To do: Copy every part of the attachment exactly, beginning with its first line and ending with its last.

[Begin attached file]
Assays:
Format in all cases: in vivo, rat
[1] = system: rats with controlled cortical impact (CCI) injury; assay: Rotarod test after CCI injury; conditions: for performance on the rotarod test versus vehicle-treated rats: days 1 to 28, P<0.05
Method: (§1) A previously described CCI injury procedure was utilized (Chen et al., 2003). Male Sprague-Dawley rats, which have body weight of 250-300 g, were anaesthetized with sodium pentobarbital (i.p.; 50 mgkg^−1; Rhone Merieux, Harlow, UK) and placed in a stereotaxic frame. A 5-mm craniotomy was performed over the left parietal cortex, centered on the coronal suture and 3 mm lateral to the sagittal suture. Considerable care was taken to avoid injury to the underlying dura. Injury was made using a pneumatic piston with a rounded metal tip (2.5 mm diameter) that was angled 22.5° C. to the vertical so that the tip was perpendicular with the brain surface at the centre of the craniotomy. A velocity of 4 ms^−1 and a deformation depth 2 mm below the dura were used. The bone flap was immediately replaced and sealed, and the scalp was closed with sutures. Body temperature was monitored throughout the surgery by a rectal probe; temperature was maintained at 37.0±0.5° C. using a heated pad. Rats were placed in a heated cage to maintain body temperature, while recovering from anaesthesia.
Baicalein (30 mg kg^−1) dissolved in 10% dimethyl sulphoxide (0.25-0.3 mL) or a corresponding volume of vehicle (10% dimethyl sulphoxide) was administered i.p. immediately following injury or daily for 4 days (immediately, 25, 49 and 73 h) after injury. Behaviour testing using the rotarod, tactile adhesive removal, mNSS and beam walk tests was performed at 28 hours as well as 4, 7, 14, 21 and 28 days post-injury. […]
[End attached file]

Assays:
Format in all cases: in vivo, rat
[1] = system: rats with controlled cortical impact (CCI) injury; assay: Rotarod test after CCI injury; conditions: for performance on the rotarod test versus vehicle-treated rats: days 1 to 28, P<0.05
Method: (§1) A previously described CCI injury procedure was utilized (Chen et al., 2003). Male Sprague-Dawley rats, which have body weight of 250-300 g, were anaesthetized with sodium pentobarbital (i.p.; 50 mgkg^−1; Rhone Merieux, Harlow, UK) and placed in a stereotaxic frame. A 5-mm craniotomy was performed over the left parietal cortex, centered on the coronal suture and 3 mm lateral to the sagittal suture. Considerable care was taken to avoid injury to the underlying dura. Injury was made using a pneumatic piston with a rounded metal tip (2.5 mm diameter) that was angled 22.5° C. to the vertical so that the tip was perpendicular with the brain surface at the centre of the craniotomy. A velocity of 4 ms^−1 and a deformation depth 2 mm below the dura were used. The bone flap was immediately replaced and sealed, and the scalp was closed with sutures. Body temperature was monitored throughout the surgery by a rectal probe; temperature was maintained at 37.0±0.5° C. using a heated pad. Rats were placed in a heated cage to maintain body temperature, while recovering from anaesthesia.
Baicalein (30 mg kg^−1) dissolved in 10% dimethyl sulphoxide (0.25-0.3 mL) or a corresponding volume of vehicle (10% dimethyl sulphoxide) was administered i.p. immediately following injury or daily for 4 days (immediately, 25, 49 and 73 h) after injury. Behaviour testing using the rotarod, tactile adhesive removal, mNSS and beam walk tests was performed at 28 hours as well as 4, 7, 14, 21 and 28 days post-injury. […]